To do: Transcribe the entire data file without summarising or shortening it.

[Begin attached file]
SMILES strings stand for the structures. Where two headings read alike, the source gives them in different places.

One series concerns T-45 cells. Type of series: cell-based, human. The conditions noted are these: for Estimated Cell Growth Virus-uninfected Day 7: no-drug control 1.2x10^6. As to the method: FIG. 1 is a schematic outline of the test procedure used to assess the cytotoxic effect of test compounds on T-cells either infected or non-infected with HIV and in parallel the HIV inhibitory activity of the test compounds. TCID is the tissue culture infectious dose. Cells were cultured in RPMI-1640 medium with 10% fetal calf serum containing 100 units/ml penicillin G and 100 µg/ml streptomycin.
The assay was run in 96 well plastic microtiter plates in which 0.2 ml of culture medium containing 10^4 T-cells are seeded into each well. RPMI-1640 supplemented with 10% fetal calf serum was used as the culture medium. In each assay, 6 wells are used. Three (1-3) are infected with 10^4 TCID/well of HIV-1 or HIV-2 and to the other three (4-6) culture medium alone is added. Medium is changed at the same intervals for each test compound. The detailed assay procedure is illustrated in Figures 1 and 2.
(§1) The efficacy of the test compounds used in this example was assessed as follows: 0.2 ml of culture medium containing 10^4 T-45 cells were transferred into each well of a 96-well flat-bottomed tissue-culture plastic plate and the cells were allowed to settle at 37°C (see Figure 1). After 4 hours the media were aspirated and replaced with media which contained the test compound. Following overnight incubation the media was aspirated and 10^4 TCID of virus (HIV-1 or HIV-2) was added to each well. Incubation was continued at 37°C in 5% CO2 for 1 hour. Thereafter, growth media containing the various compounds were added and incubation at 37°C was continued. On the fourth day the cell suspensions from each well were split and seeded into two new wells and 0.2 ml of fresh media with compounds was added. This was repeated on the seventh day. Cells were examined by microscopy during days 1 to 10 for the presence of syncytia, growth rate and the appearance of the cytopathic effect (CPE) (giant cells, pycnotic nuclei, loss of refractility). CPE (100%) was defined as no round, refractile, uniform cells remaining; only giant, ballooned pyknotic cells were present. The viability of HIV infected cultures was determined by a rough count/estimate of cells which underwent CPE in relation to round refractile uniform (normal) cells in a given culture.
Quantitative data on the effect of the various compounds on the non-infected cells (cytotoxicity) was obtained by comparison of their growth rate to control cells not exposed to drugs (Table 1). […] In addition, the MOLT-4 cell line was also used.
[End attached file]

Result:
SMILES strings stand for the structures. Where two headings read alike, the source gives them in different places.

One series concerns T-45 cells. Type of series: cell-based, human. The conditions noted are these: for Estimated Cell Growth Virus-uninfected Day 7: no-drug control 1.2x10^6. As to the method: FIG. 1 is a schematic outline of the test procedure used to assess the cytotoxic effect of test compounds on T-cells either infected or non-infected with HIV and in parallel the HIV inhibitory activity of the test compounds. TCID is the tissue culture infectious dose. Cells were cultured in RPMI-1640 medium with 10% fetal calf serum containing 100 units/ml penicillin G and 100 µg/ml streptomycin.
The assay was run in 96 well plastic microtiter plates in which 0.2 ml of culture medium containing 10^4 T-cells are seeded into each well. RPMI-1640 supplemented with 10% fetal calf serum was used as the culture medium. In each assay, 6 wells are used. Three (1-3) are infected with 10^4 TCID/well of HIV-1 or HIV-2 and to the other three (4-6) culture medium alone is added. Medium is changed at the same intervals for each test compound. The detailed assay procedure is illustrated in Figures 1 and 2.
(§1) The efficacy of the test compounds used in this example was assessed as follows: 0.2 ml of culture medium containing 10^4 T-45 cells were transferred into each well of a 96-well flat-bottomed tissue-culture plastic plate and the cells were allowed to settle at 37°C (see Figure 1). After 4 hours the media were aspirated and replaced with media which contained the test compound. Following overnight incubation the media was aspirated and 10^4 TCID of virus (HIV-1 or HIV-2) was added to each well. Incubation was continued at 37°C in 5% CO2 for 1 hour. Thereafter, growth media containing the various compounds were added and incubation at 37°C was continued. On the fourth day the cell suspensions from each well were split and seeded into two new wells and 0.2 ml of fresh media with compounds was added. This was repeated on the seventh day. Cells were examined by microscopy during days 1 to 10 for the presence of syncytia, growth rate and the appearance of the cytopathic effect (CPE) (giant cells, pycnotic nuclei, loss of refractility). CPE (100%) was defined as no round, refractile, uniform cells remaining; only giant, ballooned pyknotic cells were present. The viability of HIV infected cultures was determined by a rough count/estimate of cells which underwent CPE in relation to round refractile uniform (normal) cells in a given culture.
Quantitative data on the effect of the various compounds on the non-infected cells (cytotoxicity) was obtained by comparison of their growth rate to control cells not exposed to drugs (Table 1). […] In addition, the MOLT-4 cell line was also used.